Council may limit rate hike

THE financial burden on Ballina Shire residents could be eased slightly with councillors set to consider a smaller than planned special rate hike.

However it would leave the council with $120,000 less every year.

That would affect the operating budget of important facilities such as the Lennox Head Community Centre and the Northern Rivers Community Gallery.

The council’s general manager, Paul Hickey, said funding would also be cut in the street tree-planting program, the sustainability fund, and the budget for open spaces.

He said the plan was for a 6.2 per cent special rate variation instead of 7.4pc.

“That’s based on the nature of submissions we received,” he said. “We’ve had 323 responses to the online survey and 182 submissions.

“Now it’s really a matter for councillors to decide.

“But it will leave the council with, on average, about $120,000 less every year.”

Mayor Phillip Silver would not say whether he supported the 6.2pc special rate variation.

“I want to hear the debate at today’s council meeting first,” he said.

Fred Goodman, president of the Lennox Head Residents’ Association, wants the council to reduce the rate variation even further.

“It’s still a lot for people to pay,” he said.

“The major defect is that it’s a compounding increase.

“In Lennox Head, we already pay the highest rates in the shire because the value of the land is higher than in most other parts of the shire.

“It’s nonsense to talk about the average, because we pay above the average.

“People who own land of the highest value could be paying more than $1000 on top of what they pay now.

“It’s a very inequitable system. Some of these highly-valued properties are owned by people who have lived here for 30 or 40 years.

“They didn’t pay a large amount for their properties, but the cost of keeping them is becoming exorbitant.

“A further rate rise will make it very, very difficult for some people.

“I guess I put myself in that position. Our land is very highly valued.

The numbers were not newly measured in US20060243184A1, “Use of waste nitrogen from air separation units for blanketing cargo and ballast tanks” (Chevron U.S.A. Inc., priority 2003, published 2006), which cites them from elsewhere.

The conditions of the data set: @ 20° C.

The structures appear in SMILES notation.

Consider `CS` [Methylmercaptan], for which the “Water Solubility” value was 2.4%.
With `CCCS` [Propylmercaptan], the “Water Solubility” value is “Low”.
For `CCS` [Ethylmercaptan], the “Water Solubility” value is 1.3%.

“Our block of land has been in the family since 1937, yet the rates are becoming a real burden.”

Council watcher and East Ballina resident, Vince Kelly, said the increase being now being proposed would equ- ate to a 38pc increase over five years.

“It’s only a marginal decrease. Before it was about 43pc,” he said.

“My belief is that the council staff has ignored the consultation process.

“As a result of the consultation done by Lismore City Council they decided against a special rate variation altogether.

“In Ballina the community consultation meetings were biased towards the special rate variation in both the council’s presentation and facilitation.

“The council staff and councillors did not approach the consultation process in an objective manner.

“This community wasn’t asked whether they wanted a lesser rate rise. It’s come out of the blue.”

However, Ballina Chamber of Commerce executive officer, Nadia Eliott-Burgess, said some form of rate hike was necessary.

“People are griping about rate rises, but we have some really crucial infrastructure problems,” she said.

“The community must understand the council needs the funds to deal with it.

“But the council must make good on its promises if it wants the community to foot the bill.”

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